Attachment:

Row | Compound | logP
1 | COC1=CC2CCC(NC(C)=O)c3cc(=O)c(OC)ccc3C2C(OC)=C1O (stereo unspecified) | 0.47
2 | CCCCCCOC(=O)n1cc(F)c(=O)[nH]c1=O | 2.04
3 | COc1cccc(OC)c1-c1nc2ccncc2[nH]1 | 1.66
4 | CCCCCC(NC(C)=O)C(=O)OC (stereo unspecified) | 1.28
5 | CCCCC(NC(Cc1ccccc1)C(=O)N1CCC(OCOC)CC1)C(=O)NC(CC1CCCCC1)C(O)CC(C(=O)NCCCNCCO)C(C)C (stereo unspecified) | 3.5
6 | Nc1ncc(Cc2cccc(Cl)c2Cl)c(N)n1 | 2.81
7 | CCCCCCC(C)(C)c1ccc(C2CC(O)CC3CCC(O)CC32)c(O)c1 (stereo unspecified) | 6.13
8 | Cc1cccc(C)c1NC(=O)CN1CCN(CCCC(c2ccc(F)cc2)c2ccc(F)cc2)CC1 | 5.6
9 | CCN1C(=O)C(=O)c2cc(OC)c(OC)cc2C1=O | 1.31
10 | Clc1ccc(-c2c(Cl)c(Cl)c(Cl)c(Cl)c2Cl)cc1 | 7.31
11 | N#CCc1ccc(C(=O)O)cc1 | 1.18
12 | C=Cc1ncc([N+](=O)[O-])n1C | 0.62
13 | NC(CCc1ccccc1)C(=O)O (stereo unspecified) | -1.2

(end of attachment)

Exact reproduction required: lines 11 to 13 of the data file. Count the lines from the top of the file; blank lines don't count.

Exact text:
10 | Clc1ccc(-c2c(Cl)c(Cl)c(Cl)c(Cl)c2Cl)cc1 | 7.31
11 | N#CCc1ccc(C(=O)O)cc1 | 1.18
12 | C=Cc1ncc([N+](=O)[O-])n1C | 0.62